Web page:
Friends don't let friends fly drunk, of�course. And most pilots won't let themselves fly drunk. But there could be pressure from nonpilot friends to cheat on the eight-hour rule just a little. Alcohol, unfortunately, has been a big contributor to accidents in the medical factors category over the years. Statistics from the AOPA Air Safety Foundation for the period from 1985 through 1994 prove it. In the early part of that time period there were more than 30 accidents per year in which alcohol was listed as a cause or factor. In 1994, the yearly number dropped into the teens, and hopefully the trend has continued: No data is available after 1994 because of a change in recordkeeping at the National Transportation Safety Board.
The regulation is clear. FAR 91.17 says, "No person may act or attempt to act as a crewmember of a civil aircraft within eight hours after the consumption of any alcoholic beverage; while under the influence of alcohol; while using any drug that affects the person's faculties in any way contrary to safety; or while having 0.04 percent by weight or more alcohol in the blood." If you're still under the influence nine hours after you have a few drinks, then you can't legally fly.
The regs also say that you can't fly someone who is drunk. FAR 91.17 continues with this admonition: "Except in an emergency, no pilot of a civil aircraft may allow a person who appears to be intoxicated or who demonstrates by manner or physical indications that the individual is under the influence of drugs (except a medical patient under proper care) to be carried in that aircraft." Again, that regulation will be difficult to explain to your nonpilot friends, assuming they are inclined to overindulge during that evening meal you flew them to. They want to go home in your airplane, drunk or not. Better find more understanding friends, at least for social activities involving flying.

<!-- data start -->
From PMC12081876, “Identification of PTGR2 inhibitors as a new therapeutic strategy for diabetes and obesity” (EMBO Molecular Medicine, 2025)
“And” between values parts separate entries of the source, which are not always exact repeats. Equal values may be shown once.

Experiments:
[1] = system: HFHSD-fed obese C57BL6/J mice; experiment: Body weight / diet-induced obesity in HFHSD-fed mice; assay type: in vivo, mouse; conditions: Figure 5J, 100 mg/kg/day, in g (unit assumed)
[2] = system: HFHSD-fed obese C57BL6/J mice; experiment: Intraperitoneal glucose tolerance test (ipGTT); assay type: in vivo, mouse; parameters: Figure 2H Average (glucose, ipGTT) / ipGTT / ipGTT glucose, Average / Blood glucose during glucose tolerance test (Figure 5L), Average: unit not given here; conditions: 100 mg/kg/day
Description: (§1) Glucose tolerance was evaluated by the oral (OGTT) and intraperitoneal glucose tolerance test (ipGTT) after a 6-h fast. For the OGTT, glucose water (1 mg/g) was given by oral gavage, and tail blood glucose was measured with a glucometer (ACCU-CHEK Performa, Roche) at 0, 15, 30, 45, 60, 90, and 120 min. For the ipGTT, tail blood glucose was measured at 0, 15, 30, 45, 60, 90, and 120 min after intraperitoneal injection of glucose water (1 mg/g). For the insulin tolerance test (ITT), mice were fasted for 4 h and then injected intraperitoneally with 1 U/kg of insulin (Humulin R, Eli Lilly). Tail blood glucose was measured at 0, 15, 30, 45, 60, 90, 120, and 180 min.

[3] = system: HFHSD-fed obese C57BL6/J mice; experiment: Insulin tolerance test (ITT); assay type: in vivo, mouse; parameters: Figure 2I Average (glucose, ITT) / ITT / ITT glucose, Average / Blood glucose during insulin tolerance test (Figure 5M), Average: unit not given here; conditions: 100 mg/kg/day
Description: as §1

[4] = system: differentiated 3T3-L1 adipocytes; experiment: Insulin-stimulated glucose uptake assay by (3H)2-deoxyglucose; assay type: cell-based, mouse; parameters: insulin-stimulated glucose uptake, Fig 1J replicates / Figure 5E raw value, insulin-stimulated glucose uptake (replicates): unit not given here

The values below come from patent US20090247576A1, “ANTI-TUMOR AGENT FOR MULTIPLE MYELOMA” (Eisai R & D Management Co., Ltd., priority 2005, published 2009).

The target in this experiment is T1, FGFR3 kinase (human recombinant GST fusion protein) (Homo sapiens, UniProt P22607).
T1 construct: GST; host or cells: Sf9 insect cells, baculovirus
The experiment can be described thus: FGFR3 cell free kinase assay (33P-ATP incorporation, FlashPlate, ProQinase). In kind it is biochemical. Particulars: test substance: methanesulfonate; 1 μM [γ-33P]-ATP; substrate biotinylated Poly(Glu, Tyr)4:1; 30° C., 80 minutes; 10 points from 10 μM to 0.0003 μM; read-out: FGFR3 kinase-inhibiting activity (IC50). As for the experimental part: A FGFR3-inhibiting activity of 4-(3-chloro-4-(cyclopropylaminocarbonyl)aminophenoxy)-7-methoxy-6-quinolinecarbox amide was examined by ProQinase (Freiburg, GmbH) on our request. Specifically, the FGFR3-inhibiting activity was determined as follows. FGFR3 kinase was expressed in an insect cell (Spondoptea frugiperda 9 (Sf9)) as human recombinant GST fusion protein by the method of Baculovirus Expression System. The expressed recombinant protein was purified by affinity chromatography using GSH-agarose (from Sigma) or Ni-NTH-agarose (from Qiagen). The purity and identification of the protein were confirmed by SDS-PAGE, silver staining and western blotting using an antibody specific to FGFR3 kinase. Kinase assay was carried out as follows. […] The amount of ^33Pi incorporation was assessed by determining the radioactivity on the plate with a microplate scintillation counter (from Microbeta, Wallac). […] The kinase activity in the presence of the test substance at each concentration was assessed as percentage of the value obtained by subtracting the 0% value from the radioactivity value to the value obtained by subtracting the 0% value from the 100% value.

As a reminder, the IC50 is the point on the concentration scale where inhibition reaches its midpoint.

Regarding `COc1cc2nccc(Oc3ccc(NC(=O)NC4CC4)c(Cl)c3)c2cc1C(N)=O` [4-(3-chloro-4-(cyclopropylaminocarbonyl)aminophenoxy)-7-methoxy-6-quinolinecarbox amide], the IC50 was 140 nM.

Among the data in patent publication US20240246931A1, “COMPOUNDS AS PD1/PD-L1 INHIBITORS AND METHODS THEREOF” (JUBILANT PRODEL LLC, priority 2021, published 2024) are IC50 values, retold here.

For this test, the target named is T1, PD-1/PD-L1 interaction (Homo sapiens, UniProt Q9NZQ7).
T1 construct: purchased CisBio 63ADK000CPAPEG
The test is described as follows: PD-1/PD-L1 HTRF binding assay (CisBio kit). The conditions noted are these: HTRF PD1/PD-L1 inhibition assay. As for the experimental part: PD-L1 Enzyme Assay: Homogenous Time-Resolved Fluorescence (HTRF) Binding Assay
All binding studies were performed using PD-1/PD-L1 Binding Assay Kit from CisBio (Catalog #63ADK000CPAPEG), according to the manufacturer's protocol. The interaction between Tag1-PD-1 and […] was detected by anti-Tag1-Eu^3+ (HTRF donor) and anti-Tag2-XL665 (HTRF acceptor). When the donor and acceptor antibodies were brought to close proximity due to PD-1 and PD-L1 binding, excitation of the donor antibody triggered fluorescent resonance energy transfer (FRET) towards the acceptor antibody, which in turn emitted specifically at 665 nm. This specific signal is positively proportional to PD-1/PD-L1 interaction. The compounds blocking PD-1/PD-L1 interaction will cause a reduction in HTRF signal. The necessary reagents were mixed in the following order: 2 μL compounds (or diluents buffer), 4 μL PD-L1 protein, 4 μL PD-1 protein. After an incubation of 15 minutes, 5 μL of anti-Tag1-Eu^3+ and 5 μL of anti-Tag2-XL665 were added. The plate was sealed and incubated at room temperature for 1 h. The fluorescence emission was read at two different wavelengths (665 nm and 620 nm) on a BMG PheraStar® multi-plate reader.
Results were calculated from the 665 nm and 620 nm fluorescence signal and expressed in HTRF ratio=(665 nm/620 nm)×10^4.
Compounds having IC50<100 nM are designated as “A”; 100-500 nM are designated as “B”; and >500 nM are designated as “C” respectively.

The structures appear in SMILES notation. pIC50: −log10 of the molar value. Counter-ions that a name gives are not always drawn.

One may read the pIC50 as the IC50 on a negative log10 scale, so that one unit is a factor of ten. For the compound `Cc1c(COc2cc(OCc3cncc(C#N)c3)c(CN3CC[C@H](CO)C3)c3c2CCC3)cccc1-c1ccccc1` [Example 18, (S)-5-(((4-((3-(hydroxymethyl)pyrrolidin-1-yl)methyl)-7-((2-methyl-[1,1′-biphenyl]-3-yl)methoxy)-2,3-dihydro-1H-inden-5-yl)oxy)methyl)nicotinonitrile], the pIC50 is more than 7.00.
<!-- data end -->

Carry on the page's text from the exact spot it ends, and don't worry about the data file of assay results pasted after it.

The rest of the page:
The AIM offers good advice on the use of alcohol that goes beyond what the regulations require. "As little as one ounce of liquor, one bottle of beer, or four ounces of wine can im-pair flying skills, with the alcohol consumed in these drinks being detectable in the breath and blood for at least three hours," the AIM states. And don't forget the hangover. You may adhere to the time requirements for alcohol consumption but still be impaired by the aftereffects. Even a small amount of alcohol makes :ou more susceptible to disorientation and hypoxia. Yes, the regulations say that you can fly eight hours after drinking, but the AIM suggests you wait 12 or even 24 hours, depending on the amount of alcohol consumed.
Let's skip a preachy warning about hard drugs, since accident reports indicate that most of you have just said "No" to drugs. Drugs can still affect you — even over-the-counter drugs that you had always assumed were safe. For an overview of the problem, a copy of a pamphlet titled Over-the-Counter Medication in the Cockpit is available on AOPA Online (www.aopa.org/members/files/pilot/1993/otc9305.html). Or you may call the AOPA Pilot Information Center at 800/USA-AOPA (800/872-2672) to order a copy.
Here are a few highlights from that pamphlet:
If you feel bad enough to take medication, you might consider staying in bed. That said, there are many mild symptoms that can be treated safely with over-the-counter remedies prior to flight. However, no two people are &ffected the same way by the same med-ication. Antihistamines often cause drowsiness while decongestants can cause stimulation or nervousness — but you may experience neither effect. Your best strategy is to read and follow the warnings on the label, perhaps waiting longer than the usual period listed.